Thursday was my favourite, though. Just after we landed, a man on the plane was complaining bitterly to the pilot that we were 5 minutes late and that the pilot should have told all the passengers earlier when air traffic control had first limited the landing slots due to fog. I’m not entirely sure what he would have done with this knowledge, had he received it 10 minutes earlier.

I overheard the pilot saying something about the ”requirement to focus his attention on avoiding other planes when adjusting circling patterns over the aiport.”

Difficult to argue with. The complainant disembarked, having taken the nudge on board.

I’d be very interested to hear about other people’s nudges. Or your expert view on behavioural science/Greenock Morton, if either happens to be your field.

Share:

4 thoughts on “The nudge game

  • Great article Jamie

    Sometimes we forget that most people do realise that to get security in later years they will need to save money; most people do realise that regular deductions from the pay packet are a relatively painless way of dong this and most seem to have worked out they are likely to get a better deal from a company pension than by doing this on their own.

    We used to call “most people” the silent majority, your article reminded me that while we worry about opt-outs, most people just want an easy life and to be looked after.

    Ah but being looked after… don’t lets get started on that one!!

    Reply
  • Thanks Henry.

    ‘Most people just want an easy life and to be looked after.’ Very straightforward. I like it. In fact it’s difficult to put the sentiment any better.

    Reply
  • Interesting subject Jamie and as you know, although I’m not an academic or an expert in the area but I understand the power of the nudge in a few ways (I might have used “Nudge” now and again too!).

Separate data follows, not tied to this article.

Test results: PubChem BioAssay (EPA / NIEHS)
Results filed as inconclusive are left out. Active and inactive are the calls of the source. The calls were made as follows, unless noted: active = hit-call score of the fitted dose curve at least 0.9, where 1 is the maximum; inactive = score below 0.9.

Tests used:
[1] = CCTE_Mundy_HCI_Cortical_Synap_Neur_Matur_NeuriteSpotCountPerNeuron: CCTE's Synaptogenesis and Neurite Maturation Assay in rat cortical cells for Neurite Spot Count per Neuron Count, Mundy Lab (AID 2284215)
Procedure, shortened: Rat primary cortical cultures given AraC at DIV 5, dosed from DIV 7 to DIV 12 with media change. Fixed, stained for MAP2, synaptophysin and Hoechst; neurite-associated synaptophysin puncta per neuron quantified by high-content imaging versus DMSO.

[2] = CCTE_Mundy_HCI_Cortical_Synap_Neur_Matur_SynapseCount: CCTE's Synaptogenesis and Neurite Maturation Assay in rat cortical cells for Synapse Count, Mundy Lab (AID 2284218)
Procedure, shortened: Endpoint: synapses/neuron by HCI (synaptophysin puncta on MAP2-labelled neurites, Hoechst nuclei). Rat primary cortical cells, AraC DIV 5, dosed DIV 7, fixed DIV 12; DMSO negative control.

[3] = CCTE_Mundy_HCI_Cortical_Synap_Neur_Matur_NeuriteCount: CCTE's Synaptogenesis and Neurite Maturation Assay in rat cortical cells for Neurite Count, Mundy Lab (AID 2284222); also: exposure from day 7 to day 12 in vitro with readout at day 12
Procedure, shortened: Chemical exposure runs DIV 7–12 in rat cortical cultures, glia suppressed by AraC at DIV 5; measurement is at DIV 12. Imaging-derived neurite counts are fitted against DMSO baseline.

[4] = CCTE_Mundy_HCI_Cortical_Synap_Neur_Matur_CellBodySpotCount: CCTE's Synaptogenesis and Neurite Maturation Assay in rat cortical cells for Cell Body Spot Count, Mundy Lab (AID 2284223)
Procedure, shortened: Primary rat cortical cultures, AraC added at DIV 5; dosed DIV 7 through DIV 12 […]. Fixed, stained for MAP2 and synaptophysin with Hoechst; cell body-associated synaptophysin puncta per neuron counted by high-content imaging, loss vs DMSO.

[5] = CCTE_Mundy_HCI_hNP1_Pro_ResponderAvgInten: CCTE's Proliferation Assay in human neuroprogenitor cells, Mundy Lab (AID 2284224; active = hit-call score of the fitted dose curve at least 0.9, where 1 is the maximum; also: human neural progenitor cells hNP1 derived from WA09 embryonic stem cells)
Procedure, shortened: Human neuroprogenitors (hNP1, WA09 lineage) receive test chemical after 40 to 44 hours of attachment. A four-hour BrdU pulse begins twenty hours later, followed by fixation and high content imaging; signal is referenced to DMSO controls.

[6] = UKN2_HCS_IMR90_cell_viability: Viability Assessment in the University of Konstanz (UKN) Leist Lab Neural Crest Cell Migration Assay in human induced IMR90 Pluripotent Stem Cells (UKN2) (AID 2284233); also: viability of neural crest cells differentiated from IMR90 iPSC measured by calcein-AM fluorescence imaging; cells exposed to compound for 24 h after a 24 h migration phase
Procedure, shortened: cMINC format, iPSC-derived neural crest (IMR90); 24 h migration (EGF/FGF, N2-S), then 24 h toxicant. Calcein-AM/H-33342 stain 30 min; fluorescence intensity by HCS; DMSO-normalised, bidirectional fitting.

The problem is that as I read more about this subject I’ve turned into an amatuer nudge spotter and seem to see nudges everywhere I go (from the guy with the pile of ‘Free’ newspapers to the positioning of stock in shops)

    I reckon it’s got so bad I know see nudges where they don’t exist! 😉

    My favourite is a non financial ‘nudge’ and I think it’s one of the examples contained in the Richard Thaler book ‘nudge’ theory is based on.

    A school in the US wanted their kids to eat more vegetables during their lunch but didn’t want to remove chips from the menu (due to the uproar they perceived would happen from both Kids and parents).

    They did something subtle and simple.

    They moved the tray which contained vegetables to the front and the tray that contained chips to the back.

    Although plenty of kids still ate chips The consumption of simple steamed vegetables wen’t up 50%.

    I can’t think of a better example of a positive nudge towards a behaviour we know we should do but need a little nudge in the right direction…..apart from possibly one! 😉

    Reply
    • Thanks Chris.

      Great example of the nudge at play.

      I remember we discussed another example in your podcast. People were being offered free loft insulation but not taking it up and no-one understood why. When they asked, it turned out they couldn’t face clearing their lofts, so the scheme was altered to focus on offering help with that instead, and take-up of insulation increased dramatically.

      There’s got to be something in that when we try and engage people in long term saving. It’s certainly not the word ‘pension’ that’s the hook!

      Reply

Leave a Reply